Beta Alanine is produced in the liver and then transported through the body to muscle tissue where it teams up with the essential amino acid Histidine; this combination creates the dipeptide Carnosine (a ‘dipeptide’ is just two amino acids paired up). Carnosine is important because it buffers lactic acid build up in the muscle.

The buildup of lactic acid has long been recognized as a potential contributor to muscle fatigue [1. International Journal of Sport Nutrition and Exercise Metabolism, 2005, 15, 493-514 © 2005, Human Kinetics, Inc.]. The primary fuel source for our bodies is glycogen; glycogen is the stored form of glucose that is in the carbohydrates that we eat. As our body converts glycogen to energy during high-intensity work, it breaks down and releases excess hydrogen into the muscle tissue – that excess hydrogen is what we refer to as lactic acid and it creates the “burn” that we feel in our muscles.

Generally when you start to “feel the burn” you have a marked reduction in power output as the muscle begins to fatigue. Carnosine helps manage that excess hydrogen allowing your to go longer, sprint faster or push harder.

How much should I take?

Standard daily doses of beta-alanine are between 2,000 – 5,000mg, Beta-alanine supplementation is not timing-dependent, in relation to exercise. Using beta-alanine as part of a pre-workout stack is a popular option, however. Large doses of beta-alanine may result in a tingling feeling called paresthesia. It is a harmless side effect, but can be avoided by using a time-release formulation or taking smaller doses, between 800-1000 mg, several times a day. [2. Examine.com, Supplement Reference Guide, 2015, p. 67. ]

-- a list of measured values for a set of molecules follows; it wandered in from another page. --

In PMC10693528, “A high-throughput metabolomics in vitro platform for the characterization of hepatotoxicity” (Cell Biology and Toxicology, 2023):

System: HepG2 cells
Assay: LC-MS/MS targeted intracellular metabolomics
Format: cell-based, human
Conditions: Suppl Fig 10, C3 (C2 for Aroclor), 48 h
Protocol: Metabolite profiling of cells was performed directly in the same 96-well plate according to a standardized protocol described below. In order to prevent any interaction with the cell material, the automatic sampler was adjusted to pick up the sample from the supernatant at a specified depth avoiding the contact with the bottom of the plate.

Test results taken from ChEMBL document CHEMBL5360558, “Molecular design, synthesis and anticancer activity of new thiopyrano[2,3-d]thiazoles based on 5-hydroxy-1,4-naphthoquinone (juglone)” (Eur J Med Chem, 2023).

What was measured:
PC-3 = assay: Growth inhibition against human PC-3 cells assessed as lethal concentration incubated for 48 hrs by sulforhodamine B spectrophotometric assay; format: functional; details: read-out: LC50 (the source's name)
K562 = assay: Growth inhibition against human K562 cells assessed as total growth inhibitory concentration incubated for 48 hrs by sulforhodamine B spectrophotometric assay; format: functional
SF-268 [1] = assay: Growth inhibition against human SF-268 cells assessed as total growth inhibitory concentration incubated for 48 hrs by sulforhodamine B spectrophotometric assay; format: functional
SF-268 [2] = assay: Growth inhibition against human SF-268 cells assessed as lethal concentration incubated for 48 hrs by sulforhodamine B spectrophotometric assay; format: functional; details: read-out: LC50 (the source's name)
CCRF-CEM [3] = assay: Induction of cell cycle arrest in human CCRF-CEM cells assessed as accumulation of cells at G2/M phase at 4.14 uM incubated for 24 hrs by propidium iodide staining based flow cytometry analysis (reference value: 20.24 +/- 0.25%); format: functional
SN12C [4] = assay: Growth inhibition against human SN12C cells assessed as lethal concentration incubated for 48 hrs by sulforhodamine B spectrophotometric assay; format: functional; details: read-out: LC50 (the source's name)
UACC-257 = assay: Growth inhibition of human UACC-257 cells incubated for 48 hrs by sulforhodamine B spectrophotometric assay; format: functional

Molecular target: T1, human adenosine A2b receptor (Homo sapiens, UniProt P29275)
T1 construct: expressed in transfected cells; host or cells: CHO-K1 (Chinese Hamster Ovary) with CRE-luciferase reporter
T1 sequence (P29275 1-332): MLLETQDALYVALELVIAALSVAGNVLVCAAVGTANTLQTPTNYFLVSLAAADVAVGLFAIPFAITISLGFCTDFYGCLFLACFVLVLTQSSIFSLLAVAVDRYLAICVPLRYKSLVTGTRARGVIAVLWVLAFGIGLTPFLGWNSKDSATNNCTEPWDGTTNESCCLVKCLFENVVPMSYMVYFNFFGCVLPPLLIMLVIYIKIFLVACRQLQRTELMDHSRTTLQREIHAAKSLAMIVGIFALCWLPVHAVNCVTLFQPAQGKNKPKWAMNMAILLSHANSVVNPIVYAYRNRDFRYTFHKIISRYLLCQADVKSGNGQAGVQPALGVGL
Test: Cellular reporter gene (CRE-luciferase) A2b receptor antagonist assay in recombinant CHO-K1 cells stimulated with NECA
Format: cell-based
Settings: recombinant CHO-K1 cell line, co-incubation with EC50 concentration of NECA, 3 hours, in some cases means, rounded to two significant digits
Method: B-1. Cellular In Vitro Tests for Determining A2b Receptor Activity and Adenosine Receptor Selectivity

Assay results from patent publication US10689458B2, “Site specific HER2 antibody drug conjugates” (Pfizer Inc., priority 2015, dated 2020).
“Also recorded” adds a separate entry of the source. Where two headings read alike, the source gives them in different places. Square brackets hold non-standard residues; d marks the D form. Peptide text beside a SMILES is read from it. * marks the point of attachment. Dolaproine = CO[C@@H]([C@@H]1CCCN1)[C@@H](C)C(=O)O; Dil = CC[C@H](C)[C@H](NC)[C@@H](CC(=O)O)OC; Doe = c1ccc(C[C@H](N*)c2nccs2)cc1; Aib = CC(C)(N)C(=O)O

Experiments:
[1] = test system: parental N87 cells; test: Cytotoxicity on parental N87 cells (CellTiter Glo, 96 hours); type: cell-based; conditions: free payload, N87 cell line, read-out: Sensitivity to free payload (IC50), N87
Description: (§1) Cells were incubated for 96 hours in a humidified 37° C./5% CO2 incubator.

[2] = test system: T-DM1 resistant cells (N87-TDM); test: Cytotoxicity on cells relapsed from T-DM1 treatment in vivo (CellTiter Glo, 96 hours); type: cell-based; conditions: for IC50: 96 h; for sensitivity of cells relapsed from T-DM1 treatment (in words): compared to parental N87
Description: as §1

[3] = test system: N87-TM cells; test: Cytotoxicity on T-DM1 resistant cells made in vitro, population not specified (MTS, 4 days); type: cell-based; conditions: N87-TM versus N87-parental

How do I take it?

Beta Alanine comes in a powder form and can be easily mixed with water or other liquid, it is mildly sweet but will generally be unnoticed when mixed with other ingredients. If you’re already taking a pre-workout formula, check the ingredient label to see if it already contains Beta Alanine, it’s a common ingredient in many popular pre-workout powders.

Does it matter what brand I buy?

EnergizeSupFactsWhether you’re purchasing a standalone Beta Alanine supplement or checking it out as part of a pre-workout formula, look for CarnoSyn® on the label. Natural Alternatives International, Inc. is the patent-holder on the manufacturing process by which beta-alanine is made. If you don’t see the CarnoSyn® brand, you might not be getting what you bargained for.

Beachbody Performance – Energize
Beachbody Performance Energize

click on image to learn more

My ‘go to’ pre-workout formula is Energize® from the Beachbody Performance Line of supplements.

  • If you’ve ever struggled with low energy, no motivation, or lack of focus—you need Energize Pre-Workout Formula.
  • If you want to power through the hardest workouts with more energy and endurance—to help intensify your focus and delay exercise-induced muscle fatigue—you need Energize Pre-Workout Formula.

Beta Alanine is one of the three primary ingredients in Energize® and Beachbody uses CarnoSyn® Beta Alanine so you know you’re getting a quality product. Click on the Supplement Facts label above and look for the CarnoSyn® logo in the lower left for your guarantee that you’re getting a quality product.